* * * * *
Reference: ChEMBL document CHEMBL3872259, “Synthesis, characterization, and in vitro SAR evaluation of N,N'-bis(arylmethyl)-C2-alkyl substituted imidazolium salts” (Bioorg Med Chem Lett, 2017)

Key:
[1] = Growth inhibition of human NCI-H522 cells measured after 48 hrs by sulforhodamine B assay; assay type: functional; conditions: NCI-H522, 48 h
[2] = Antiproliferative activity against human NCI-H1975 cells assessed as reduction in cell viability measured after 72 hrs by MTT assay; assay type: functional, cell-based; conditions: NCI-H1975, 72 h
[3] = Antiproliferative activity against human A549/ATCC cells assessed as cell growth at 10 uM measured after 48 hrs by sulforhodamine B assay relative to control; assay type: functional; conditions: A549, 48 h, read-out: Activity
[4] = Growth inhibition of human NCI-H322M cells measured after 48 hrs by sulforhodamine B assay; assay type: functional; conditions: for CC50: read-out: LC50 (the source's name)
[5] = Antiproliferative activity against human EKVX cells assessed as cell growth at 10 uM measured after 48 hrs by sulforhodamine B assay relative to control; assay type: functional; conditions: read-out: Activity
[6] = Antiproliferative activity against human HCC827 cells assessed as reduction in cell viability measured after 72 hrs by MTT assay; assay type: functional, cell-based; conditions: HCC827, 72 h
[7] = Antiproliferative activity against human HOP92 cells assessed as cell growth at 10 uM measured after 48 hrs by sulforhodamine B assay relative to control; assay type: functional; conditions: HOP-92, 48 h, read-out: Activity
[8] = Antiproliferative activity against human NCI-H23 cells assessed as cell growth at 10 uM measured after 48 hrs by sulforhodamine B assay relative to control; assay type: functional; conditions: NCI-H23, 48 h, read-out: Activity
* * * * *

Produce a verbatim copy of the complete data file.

Reference: ChEMBL document CHEMBL3872259, “Synthesis, characterization, and in vitro SAR evaluation of N,N'-bis(arylmethyl)-C2-alkyl substituted imidazolium salts” (Bioorg Med Chem Lett, 2017)

Key:
[1] = Growth inhibition of human NCI-H522 cells measured after 48 hrs by sulforhodamine B assay; assay type: functional; conditions: NCI-H522, 48 h
[2] = Antiproliferative activity against human NCI-H1975 cells assessed as reduction in cell viability measured after 72 hrs by MTT assay; assay type: functional, cell-based; conditions: NCI-H1975, 72 h
[3] = Antiproliferative activity against human A549/ATCC cells assessed as cell growth at 10 uM measured after 48 hrs by sulforhodamine B assay relative to control; assay type: functional; conditions: A549, 48 h, read-out: Activity
[4] = Growth inhibition of human NCI-H322M cells measured after 48 hrs by sulforhodamine B assay; assay type: functional; conditions: for CC50: read-out: LC50 (the source's name)
[5] = Antiproliferative activity against human EKVX cells assessed as cell growth at 10 uM measured after 48 hrs by sulforhodamine B assay relative to control; assay type: functional; conditions: read-out: Activity
[6] = Antiproliferative activity against human HCC827 cells assessed as reduction in cell viability measured after 72 hrs by MTT assay; assay type: functional, cell-based; conditions: HCC827, 72 h
[7] = Antiproliferative activity against human HOP92 cells assessed as cell growth at 10 uM measured after 48 hrs by sulforhodamine B assay relative to control; assay type: functional; conditions: HOP-92, 48 h, read-out: Activity
[8] = Antiproliferative activity against human NCI-H23 cells assessed as cell growth at 10 uM measured after 48 hrs by sulforhodamine B assay relative to control; assay type: functional; conditions: NCI-H23, 48 h, read-out: Activity